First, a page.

About a third of UK smartphone users, 11 million UK adults, look at their phone within five minutes of waking up, according to new research by Deloitte on UK mobile usage habits. This compares with 67% of 18-24 year olds who do so within 15 minutes.
Deloitte reveals UK’s obsession with phones
- A fifth of respondents considered network quality for internet use (20%) as more important than network quality for phone calls (16%)
- Only a fifth (20%) of respondents with 4G has watched more video since subscribing to 4G, compared to 49% in 2013.
East of England waking routine
The waking routine of most smartphone owners now starts with checking who has been in touch with them overnight. In the East of England, most smartphone owners first check their text messages (34%), followed by email (22%), and then social networks (17%).
Deloitte’s research shows people can’t leave their phones alone once awake, with about one in six of us looking at them more than 50 times a day. Eighteen to 24 year-olds are the most intensive users, checking their device on average 53 times a day and for 13% the figure is more than 100 times. In comparison, 65-75 year olds only check their device a mere 13 times a day on average and 56% less than 10 times.
Julian Rae, technology partner at Deloitte, comments: “Mobile phones have clearly become something of an addiction for many and has led to some people looking to unplug their devices and undergo a digital detox. In the UK there are now digital detox camps where you surrender your phone to experience ‘life off the grid’, following the trend in Silicon Valley.”
Connectivity – core smartphone functionality
When consumers were asked about why they may change their mobile network provider in the future, network quality for internet use (20%) was more important than network quality for phone calls (16%) for smartphone owners.
Paul Lee, head of technology, media and telecommunications research at Deloitte, adds: “The smartphone has rapidly become the device that many of us cannot live without. The demand for uninterrupted internet connectivity will increase as what we do with our phones becomes ever more important. Mobile operators need to ensure their networks can support these critical devices.”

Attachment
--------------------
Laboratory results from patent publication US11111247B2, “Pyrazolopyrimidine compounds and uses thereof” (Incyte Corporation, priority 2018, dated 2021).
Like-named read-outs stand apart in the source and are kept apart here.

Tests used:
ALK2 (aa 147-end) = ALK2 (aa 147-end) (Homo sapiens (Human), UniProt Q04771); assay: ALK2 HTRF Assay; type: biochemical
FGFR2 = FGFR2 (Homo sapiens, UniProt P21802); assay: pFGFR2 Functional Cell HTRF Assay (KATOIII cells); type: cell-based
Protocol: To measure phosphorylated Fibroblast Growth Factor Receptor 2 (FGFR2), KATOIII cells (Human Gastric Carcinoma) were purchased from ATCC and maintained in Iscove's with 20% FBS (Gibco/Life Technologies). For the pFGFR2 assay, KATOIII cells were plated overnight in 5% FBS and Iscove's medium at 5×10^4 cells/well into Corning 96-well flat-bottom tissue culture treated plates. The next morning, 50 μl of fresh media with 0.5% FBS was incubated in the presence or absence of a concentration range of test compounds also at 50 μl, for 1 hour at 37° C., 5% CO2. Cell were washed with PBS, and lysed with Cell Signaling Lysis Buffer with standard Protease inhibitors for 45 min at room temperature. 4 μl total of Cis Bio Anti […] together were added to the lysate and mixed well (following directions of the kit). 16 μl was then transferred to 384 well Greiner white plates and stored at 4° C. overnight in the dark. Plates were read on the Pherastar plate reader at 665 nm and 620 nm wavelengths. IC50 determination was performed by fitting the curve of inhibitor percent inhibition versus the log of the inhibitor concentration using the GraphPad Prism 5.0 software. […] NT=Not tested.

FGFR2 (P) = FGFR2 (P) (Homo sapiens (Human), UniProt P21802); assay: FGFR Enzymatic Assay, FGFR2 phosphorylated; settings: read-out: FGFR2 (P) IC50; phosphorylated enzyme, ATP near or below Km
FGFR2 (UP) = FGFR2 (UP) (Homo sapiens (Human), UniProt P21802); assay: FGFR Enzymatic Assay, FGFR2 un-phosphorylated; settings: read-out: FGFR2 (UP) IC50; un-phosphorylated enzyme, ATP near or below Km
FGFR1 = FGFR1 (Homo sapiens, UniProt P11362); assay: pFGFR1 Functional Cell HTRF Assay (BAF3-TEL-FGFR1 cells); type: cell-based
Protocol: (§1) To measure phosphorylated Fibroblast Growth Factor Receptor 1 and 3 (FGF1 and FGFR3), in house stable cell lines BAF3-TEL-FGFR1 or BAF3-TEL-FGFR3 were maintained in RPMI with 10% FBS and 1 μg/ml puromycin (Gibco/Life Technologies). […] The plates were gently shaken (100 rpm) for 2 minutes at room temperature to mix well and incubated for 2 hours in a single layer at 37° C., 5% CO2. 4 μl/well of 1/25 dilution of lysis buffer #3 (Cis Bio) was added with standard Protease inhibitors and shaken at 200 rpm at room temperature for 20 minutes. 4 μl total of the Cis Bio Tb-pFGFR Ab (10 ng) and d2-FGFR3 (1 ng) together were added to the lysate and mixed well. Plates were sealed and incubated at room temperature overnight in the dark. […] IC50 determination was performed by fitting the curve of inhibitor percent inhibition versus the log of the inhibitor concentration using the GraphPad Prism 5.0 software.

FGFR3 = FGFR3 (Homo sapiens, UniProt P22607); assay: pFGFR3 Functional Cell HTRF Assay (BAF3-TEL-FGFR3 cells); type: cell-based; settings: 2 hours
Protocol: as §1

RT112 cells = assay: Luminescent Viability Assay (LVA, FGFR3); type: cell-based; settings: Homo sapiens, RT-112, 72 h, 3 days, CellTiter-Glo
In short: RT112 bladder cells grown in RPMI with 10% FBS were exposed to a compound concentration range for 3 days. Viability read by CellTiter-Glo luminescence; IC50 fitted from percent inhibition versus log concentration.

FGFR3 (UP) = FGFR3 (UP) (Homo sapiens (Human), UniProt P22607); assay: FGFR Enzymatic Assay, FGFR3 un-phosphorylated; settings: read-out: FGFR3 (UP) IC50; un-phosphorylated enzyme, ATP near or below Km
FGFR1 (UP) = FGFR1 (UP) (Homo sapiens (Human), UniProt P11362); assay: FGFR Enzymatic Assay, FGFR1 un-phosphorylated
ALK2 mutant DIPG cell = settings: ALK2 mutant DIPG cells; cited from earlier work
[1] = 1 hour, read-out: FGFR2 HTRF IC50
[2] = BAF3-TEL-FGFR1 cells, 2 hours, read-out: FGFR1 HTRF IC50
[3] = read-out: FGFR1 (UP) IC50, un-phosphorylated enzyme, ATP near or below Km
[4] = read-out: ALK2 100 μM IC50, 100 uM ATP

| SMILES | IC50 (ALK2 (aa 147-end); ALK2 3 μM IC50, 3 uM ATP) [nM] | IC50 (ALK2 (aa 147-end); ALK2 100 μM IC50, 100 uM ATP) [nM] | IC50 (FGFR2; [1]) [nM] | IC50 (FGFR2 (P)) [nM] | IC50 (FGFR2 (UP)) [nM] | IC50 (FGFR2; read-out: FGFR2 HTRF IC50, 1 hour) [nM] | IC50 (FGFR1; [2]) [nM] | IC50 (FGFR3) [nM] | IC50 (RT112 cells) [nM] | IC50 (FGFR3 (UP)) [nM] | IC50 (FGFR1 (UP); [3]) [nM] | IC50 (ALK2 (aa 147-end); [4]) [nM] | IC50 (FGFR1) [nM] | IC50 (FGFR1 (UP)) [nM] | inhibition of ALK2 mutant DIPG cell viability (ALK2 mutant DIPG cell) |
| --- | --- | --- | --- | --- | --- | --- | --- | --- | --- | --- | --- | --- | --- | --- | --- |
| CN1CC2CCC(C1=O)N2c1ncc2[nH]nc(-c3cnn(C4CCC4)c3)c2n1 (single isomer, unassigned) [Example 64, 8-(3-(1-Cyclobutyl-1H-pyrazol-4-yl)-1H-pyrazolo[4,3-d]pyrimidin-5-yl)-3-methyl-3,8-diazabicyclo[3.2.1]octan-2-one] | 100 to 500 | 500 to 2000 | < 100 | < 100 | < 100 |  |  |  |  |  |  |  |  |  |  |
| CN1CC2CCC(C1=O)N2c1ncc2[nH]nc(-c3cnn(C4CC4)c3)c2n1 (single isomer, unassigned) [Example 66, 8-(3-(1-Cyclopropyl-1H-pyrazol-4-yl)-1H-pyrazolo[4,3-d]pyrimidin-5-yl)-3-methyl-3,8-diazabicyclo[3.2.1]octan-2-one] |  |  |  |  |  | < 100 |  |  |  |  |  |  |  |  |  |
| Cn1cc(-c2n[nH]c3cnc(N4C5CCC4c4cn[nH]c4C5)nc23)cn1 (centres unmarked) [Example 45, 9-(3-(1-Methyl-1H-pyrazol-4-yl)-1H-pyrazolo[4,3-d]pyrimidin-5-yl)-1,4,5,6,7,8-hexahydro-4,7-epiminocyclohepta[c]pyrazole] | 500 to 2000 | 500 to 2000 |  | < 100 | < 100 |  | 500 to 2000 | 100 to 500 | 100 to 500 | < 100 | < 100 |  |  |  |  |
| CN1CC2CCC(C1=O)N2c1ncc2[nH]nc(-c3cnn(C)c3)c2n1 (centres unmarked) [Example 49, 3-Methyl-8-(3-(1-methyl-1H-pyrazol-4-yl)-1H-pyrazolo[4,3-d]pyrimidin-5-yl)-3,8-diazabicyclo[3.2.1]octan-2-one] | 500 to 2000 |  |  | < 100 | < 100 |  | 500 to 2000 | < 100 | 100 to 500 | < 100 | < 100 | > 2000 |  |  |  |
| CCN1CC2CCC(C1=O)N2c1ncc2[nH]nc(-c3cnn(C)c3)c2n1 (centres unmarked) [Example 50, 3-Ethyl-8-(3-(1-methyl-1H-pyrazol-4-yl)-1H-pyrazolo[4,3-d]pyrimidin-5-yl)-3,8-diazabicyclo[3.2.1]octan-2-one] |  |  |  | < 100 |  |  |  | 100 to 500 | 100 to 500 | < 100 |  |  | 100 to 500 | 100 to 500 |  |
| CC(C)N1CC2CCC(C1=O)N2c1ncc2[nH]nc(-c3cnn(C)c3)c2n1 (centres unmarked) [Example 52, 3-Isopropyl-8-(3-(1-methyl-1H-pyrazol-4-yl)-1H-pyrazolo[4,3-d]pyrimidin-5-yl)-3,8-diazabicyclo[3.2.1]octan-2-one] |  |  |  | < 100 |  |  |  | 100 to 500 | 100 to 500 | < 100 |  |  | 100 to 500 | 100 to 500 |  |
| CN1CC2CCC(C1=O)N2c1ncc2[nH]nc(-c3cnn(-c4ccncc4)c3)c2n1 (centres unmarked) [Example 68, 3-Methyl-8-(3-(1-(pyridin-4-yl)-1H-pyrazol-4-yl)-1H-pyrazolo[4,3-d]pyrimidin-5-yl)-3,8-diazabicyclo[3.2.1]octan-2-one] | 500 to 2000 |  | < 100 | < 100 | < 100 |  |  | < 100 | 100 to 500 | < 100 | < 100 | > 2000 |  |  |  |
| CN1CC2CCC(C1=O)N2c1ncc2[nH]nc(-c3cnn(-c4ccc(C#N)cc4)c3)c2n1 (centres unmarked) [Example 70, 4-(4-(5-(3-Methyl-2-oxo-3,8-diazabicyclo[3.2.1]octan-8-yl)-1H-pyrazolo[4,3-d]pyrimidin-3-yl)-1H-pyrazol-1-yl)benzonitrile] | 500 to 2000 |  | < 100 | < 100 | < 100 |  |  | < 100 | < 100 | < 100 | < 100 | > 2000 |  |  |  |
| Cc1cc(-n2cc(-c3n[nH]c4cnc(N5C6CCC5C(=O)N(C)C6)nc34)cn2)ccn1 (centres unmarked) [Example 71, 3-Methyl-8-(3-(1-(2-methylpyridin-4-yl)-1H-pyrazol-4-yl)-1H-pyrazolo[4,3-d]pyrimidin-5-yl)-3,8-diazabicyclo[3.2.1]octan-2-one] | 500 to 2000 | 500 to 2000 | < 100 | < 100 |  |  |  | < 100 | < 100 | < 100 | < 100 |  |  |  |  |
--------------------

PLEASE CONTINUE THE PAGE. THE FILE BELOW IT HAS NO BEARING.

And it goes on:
Video star fails to take off with 4G
When 4G was launched in 2013, Deloitte asked respondents with 4G which applications they were using more frequently. Watching video was the number one response. This year, among a much larger base of 4G subscribers, watching video had fallen to seventh place. Only a fifth (20 per cent) of respondents watched more video since subscribing to 4G, a significant decline compared to 49 per cent in 2013. Email and social networks are now the applications which have been used more since adopting 4G.
Poor video take-up could be related to fears about data allowances: about a quarter of 4G subscribers have a data allowance of less than one gigabyte which allows approximately one hour of video streaming. A third of 4G subscribers have a data allowance of between one and three gigabytes.
Rae concludes: “In the short-term, 4G data allowances may continue to inhibit video consumption. Watching video on 4G will remain occasional and used for short video clips rather than films or TV programmes. While 4G may not be changing the services for which smartphones are used, it is certainly enhancing the use of existing services.
“Some smartphone users may avoid Wi-Fi networks especially when manual sign-in is required, such as in coffee shops and while commuting. This may create the need for higher data allowances, thus increasing operators’ ability to charge a premium for 4G.”
In this press release references to Deloitte are references to Deloitte LLP, which is among the country's leading professional services firms.
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The Deloitte Cambridge office comprises 8 Partners and over 250 staff who deliver a full range of professional services to the East Anglian region. As well as focussing on the life sciences and technology sectors for which the region has become so renowned, the office has long standing specialisms in other sectors including the professions, consumer business, food and agribusiness.